Exporting Gerber files

We have our PCB ready to export as Gerber files, and upload to the manufacturer! We’ll work on this in this chapter. Let’s start with the Gerbers.


Click on the Plotter icon to start the Gerber export process.

In the Plot window, we’ll select the layers that we would like to export as Gerber files, Gerber file type, an output directory, and then we will create the files themselves.


The Plot window controls the creation of the Gerber files. The numbers indicate the order of interaction with the window.

In the Plot window, start by selecting the layers to export. Just like in the first project, we are going to export the F.Cu, B.Cu, B.Paste, F.Paste, B.Silk, F.Silk and the Edge.Cuts layers. As you will see later, one of the required layers is missing, but lets continue with this omission to see what will happen later in the process.

In the Gerber Options group, check the “Use Protel filename extensions”, and the select the output directory. Create a new directory so that we can create a ZIP archive from it later.

Next, click on the Plot button to have the Gerber files for these layers created. You will see the Messages box populated with the status of the Gerber generation process. The last thing to do here is to create the Drill file, which tells the manufacturer where to drill for pad holes and vias. Click on the Generate Drill File button.


All the defaults in the Drill Files Generation window a good.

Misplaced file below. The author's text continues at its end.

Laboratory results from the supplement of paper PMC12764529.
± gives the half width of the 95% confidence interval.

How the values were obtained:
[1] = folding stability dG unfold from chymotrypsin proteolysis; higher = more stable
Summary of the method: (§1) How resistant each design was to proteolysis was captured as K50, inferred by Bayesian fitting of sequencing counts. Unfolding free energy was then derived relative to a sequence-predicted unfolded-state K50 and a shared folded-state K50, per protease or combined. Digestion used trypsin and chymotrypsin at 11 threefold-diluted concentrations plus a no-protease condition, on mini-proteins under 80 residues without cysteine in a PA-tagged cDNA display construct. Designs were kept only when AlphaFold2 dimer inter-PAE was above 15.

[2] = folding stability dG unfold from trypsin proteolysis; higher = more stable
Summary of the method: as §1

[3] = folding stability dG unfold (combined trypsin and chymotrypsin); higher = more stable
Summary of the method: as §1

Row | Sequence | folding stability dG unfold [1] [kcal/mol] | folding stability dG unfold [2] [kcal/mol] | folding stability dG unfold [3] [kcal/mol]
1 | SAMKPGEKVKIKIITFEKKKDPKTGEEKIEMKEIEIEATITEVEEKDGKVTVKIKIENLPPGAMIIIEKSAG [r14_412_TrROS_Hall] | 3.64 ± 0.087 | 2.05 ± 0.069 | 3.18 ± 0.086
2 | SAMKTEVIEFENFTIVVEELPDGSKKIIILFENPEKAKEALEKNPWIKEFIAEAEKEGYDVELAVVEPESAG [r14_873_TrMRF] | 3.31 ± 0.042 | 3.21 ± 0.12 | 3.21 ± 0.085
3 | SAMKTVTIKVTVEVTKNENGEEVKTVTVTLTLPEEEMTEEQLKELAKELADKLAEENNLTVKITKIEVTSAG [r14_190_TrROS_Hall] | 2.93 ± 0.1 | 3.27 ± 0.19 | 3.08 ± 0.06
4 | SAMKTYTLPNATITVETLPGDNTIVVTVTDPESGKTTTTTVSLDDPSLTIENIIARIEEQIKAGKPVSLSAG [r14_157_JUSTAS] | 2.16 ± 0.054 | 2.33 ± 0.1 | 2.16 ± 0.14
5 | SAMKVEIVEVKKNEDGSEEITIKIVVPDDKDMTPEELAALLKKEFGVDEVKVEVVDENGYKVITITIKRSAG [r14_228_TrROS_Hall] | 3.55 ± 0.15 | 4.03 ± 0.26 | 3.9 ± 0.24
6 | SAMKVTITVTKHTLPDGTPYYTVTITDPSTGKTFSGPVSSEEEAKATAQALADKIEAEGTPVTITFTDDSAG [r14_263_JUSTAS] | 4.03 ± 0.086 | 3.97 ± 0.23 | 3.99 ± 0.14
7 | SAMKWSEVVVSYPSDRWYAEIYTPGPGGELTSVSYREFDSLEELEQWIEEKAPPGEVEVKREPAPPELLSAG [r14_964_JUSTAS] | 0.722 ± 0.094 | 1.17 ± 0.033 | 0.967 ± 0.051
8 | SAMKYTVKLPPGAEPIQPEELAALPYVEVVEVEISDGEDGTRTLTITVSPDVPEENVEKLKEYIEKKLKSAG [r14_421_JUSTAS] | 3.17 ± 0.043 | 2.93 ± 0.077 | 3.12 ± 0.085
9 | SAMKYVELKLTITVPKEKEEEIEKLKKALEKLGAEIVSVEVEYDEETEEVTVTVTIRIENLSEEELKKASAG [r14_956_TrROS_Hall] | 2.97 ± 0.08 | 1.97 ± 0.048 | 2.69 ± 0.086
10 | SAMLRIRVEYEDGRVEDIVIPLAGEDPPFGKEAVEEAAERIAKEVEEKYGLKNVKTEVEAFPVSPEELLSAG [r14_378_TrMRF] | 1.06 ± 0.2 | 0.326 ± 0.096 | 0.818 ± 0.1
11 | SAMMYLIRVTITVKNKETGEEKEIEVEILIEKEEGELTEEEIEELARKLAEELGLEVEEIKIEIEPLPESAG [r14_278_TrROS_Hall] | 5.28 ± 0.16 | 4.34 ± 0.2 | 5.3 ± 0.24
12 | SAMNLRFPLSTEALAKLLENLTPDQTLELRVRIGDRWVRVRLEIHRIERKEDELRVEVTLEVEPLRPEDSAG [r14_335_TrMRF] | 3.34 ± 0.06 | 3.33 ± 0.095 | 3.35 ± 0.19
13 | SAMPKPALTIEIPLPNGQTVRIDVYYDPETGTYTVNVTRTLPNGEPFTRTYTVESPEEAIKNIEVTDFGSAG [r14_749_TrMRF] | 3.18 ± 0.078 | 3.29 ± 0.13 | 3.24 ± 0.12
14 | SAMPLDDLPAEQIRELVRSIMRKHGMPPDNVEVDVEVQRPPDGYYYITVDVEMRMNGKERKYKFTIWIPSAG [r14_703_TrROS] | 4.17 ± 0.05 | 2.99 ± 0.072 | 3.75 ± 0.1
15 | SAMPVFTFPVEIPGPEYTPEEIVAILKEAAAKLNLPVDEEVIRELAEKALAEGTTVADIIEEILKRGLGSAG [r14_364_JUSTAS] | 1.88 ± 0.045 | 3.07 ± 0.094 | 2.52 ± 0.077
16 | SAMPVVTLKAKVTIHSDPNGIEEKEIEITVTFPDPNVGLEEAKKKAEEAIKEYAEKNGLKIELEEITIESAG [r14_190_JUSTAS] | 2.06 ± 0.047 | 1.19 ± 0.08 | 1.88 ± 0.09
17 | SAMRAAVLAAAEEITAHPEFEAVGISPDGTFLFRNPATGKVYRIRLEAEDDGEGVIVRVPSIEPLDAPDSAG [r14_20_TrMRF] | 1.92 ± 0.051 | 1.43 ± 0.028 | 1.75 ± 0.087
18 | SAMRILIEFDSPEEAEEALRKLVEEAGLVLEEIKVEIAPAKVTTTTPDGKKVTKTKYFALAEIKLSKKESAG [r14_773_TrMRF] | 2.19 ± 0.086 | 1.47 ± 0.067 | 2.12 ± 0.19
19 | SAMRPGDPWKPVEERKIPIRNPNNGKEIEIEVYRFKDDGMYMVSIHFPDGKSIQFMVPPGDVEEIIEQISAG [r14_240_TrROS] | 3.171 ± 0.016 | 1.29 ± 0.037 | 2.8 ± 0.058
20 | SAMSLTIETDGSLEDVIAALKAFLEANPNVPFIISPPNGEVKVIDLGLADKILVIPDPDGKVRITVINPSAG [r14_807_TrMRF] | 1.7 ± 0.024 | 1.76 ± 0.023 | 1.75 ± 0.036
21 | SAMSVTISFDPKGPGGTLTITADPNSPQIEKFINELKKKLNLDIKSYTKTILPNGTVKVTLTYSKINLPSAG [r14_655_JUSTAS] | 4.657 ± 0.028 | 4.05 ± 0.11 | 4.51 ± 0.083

In the Drill Files Generation window simply inspect the settings as the defaults are correct. Click on the Drill File to generate the file, and confirm the operation by looking in the Messages box.

The Gerber files are now saved in the Gerber directory, so click on Close to close the Drill Files Generation window, and Close again to dismiss the Plot window.

Here are the Gerber files:


The Gerber files. One for each layers, plus the drill file.

Create a ZIP archive from the Gerber directory:


The Gerber files ZIP archive.

We will use Gerblook.org to confirm that our Gerber files are valid and that we have not forgotten any of the layers (which is often the case!). Use your browser and go to gerblook.org. Then upload the Gerber ZIP archive:


Go to gerblook.org and upload the ZIP archive that contains the Gerber files.


Oh no! It seems that we forgot to include a required layer!

Gerblook detected that a required layer, the solder mask layer, is not included in the ZIP archive. If we had proceeded and uploaded this ZIP archive to a manufacturer, the board would be produced anyway, but with this layer missing the board would be useless. Therefore, it is a good practice to always check your Gerber ZIP archive with a service like Gerblook or similar to make sure that the archive is valid!

Go back to the Plot window in Pcbnew, and click to select the B.Mask and F.Mask layers. You should un-select the B.Paste and F.Paste layers that I incorrectly selected in my first attempt.


Select the back and front solder mask layers. Unselect the front and back paste layers.

Click on the Plot button to create the missing Gerber files, and the Close to dismiss the window. We don’t worry about the Drill file since we generated it earlier.

Delete the existing ZIP archive, and create it again from the Gerber file directory. Return to your web browser and Gerbview, and upload the new ZIP archive. Gerbview will render the layer and present them in a single page:


The new Gerber ZIP archive passed the Gerblook test!


The back of the PCB on Gerblook.

Gerblook reported that the new Gerber ZIP archive is in order.

We can now proceed with our order. I got mine from OSH Park, but feel free to choose you own manufacturer. The ZIP archive we have created is a de-facto industry standard and I had no trouble using it with various manufacturers.

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